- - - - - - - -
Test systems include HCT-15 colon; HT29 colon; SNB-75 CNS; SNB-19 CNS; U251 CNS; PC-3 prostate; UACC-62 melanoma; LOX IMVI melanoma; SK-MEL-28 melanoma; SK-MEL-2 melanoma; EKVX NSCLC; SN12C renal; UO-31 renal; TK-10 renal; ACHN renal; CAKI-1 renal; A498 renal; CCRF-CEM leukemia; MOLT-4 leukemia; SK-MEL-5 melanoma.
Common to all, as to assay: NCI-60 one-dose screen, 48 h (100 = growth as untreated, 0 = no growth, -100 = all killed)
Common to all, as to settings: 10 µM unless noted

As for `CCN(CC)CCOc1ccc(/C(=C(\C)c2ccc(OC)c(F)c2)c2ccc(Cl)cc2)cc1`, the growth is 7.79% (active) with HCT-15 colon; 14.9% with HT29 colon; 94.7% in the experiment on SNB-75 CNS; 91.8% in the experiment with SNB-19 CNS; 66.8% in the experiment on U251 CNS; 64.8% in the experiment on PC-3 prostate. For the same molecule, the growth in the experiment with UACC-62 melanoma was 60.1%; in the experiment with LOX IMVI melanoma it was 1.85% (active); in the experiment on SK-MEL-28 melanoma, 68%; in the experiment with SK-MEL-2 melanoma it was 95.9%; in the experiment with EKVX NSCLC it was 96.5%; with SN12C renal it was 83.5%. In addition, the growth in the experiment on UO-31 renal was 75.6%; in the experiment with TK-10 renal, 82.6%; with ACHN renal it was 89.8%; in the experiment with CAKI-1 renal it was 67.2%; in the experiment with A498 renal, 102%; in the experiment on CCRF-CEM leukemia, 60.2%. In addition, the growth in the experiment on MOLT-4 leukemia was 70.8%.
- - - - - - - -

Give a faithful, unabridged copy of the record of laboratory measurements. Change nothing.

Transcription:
Test systems include HCT-15 colon; HT29 colon; SNB-75 CNS; SNB-19 CNS; U251 CNS; PC-3 prostate; UACC-62 melanoma; LOX IMVI melanoma; SK-MEL-28 melanoma; SK-MEL-2 melanoma; EKVX NSCLC; SN12C renal; UO-31 renal; TK-10 renal; ACHN renal; CAKI-1 renal; A498 renal; CCRF-CEM leukemia; MOLT-4 leukemia; SK-MEL-5 melanoma.
Common to all, as to assay: NCI-60 one-dose screen, 48 h (100 = growth as untreated, 0 = no growth, -100 = all killed)
Common to all, as to settings: 10 µM unless noted

As for `CCN(CC)CCOc1ccc(/C(=C(\C)c2ccc(OC)c(F)c2)c2ccc(Cl)cc2)cc1`, the growth is 7.79% (active) with HCT-15 colon; 14.9% with HT29 colon; 94.7% in the experiment on SNB-75 CNS; 91.8% in the experiment with SNB-19 CNS; 66.8% in the experiment on U251 CNS; 64.8% in the experiment on PC-3 prostate. For the same molecule, the growth in the experiment with UACC-62 melanoma was 60.1%; in the experiment with LOX IMVI melanoma it was 1.85% (active); in the experiment on SK-MEL-28 melanoma, 68%; in the experiment with SK-MEL-2 melanoma it was 95.9%; in the experiment with EKVX NSCLC it was 96.5%; with SN12C renal it was 83.5%. In addition, the growth in the experiment on UO-31 renal was 75.6%; in the experiment with TK-10 renal, 82.6%; with ACHN renal it was 89.8%; in the experiment with CAKI-1 renal it was 67.2%; in the experiment with A498 renal, 102%; in the experiment on CCRF-CEM leukemia, 60.2%. In addition, the growth in the experiment on MOLT-4 leukemia was 70.8%.